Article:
Heat loss can be improved (slowed down) by almost a third when an external sealed blind is in combination with a double glazed window, common in many homes and for older single glazed and first generation double glazed windows heat loss can be slowed by upto a staggering 50%, improving the performance of these window types in line with a modern efficient double glazed unit.
The importance of automation
External shading systems do not lower internal room temperatures, they prevent them from rising. Therefore it is important they are motorised and equipped with intelligent sensors that monitor the external climatic conditions so they can automatically position themselves based on heat/light levels and desired occupant requirements, to provide maximum thermal and visual comfort along with energy saving function.
Types of exterior shading solutions
The most commonly seen and popular type of external shading system is the retractable folding arm patio awning. Mounted on the façade normally above patio doors of all types (sliding, folding, traditional) they project out creating an overhang that regulates solar heat and light to the adjoining internal room, whilst also providing a roof to the terrace that offers shade and shelter for alfresco living – outdoor living & solar control in one solution.
Tensioned roof blinds also referred to as conservatory awnings run over along with conservatory roofs, all types of flat skylights and rooflights, whilst external screens & roller blinds run down in front of all types of vertical glazing including sliding and folding doors.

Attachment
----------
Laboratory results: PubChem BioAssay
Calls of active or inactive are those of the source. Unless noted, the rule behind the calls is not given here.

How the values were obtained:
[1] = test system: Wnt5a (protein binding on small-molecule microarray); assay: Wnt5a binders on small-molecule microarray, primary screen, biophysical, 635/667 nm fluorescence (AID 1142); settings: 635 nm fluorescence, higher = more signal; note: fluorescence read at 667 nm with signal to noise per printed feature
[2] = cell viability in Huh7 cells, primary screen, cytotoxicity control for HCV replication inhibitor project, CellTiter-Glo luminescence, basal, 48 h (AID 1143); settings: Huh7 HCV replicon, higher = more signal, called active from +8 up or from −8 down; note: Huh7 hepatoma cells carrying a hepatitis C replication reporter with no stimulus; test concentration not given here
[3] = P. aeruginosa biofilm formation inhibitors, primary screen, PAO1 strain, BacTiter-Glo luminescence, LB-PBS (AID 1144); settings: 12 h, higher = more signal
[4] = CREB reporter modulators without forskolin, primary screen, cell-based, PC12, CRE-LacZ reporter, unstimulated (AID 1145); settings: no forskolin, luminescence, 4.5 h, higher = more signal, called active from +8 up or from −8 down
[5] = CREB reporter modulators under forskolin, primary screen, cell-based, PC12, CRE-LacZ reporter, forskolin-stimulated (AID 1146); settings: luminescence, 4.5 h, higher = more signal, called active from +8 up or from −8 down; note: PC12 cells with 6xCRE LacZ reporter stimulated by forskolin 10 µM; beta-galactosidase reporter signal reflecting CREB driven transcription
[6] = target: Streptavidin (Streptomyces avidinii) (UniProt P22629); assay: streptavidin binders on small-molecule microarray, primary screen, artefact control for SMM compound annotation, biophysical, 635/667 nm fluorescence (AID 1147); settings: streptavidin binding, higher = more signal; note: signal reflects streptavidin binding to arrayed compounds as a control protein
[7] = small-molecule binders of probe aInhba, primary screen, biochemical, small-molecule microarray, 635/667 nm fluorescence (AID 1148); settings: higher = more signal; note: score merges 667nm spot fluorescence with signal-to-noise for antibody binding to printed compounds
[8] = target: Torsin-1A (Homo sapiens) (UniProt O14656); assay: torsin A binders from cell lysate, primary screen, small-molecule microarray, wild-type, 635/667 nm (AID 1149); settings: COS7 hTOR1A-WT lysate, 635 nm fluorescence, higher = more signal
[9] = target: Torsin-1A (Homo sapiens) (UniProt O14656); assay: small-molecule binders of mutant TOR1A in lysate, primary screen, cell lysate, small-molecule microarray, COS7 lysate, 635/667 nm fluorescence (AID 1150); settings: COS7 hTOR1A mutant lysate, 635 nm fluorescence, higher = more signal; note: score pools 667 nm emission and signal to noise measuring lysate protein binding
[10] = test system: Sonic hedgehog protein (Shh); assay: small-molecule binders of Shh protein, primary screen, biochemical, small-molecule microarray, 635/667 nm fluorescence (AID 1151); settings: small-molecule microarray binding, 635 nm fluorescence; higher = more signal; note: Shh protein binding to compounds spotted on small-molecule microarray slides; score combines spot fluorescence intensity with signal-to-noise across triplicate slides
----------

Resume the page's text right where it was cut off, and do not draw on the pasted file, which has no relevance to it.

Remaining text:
Louvered pergolas are a relatively new type of shading system to the UK. When installed abutting a property, the rotating roof louvers (like a venetian blind but mounted horizontally) can follow the direction and angle of the sun to provide precise sun control along with ventilation through.
Where there is glazing, you need external shading.
Exterior solar shading solutions are the only effective way to manage the entry of solar heat and light into a building to provide a thermally & visually comfortable indoor space, that remains cool in the summer and warm in the winter, free from glare all year round, with the view out maintained and minimum energy demand on installed cooling, heating and lighting units.
Summary – the key benefits of external blinds, awnings and outdoor shading solutions
- REGULATE SOLAR HEAT GAIN > Upto 96% of incoming solar radiation is blocked to prevent overheating
- CONTROL LIGHT LEVELS > Incoming light is filtered to provide an evenly distributed natural light source
- ELIMINATE GLARE > Glare caused by peak summer and low winter sun is effectively diffused
- MAINTAIN OUTWARD VISION > The connection and view is kept to the outside
- PROVIDE PRIVACY > A vision barrier is provided from onlookers and adjacent buildings
- FILTER DAMAGING UV RAYS > A minimum of 95% of the suns damaging ultraviolet radiation is stopped
- MINIMISE HEAT LOSS > A thermal barrier is created which helps to retain heat in a building during colder months
- ENHANCE THE FAÇADE > A striking new dimension and splash of colour is given to the building envelope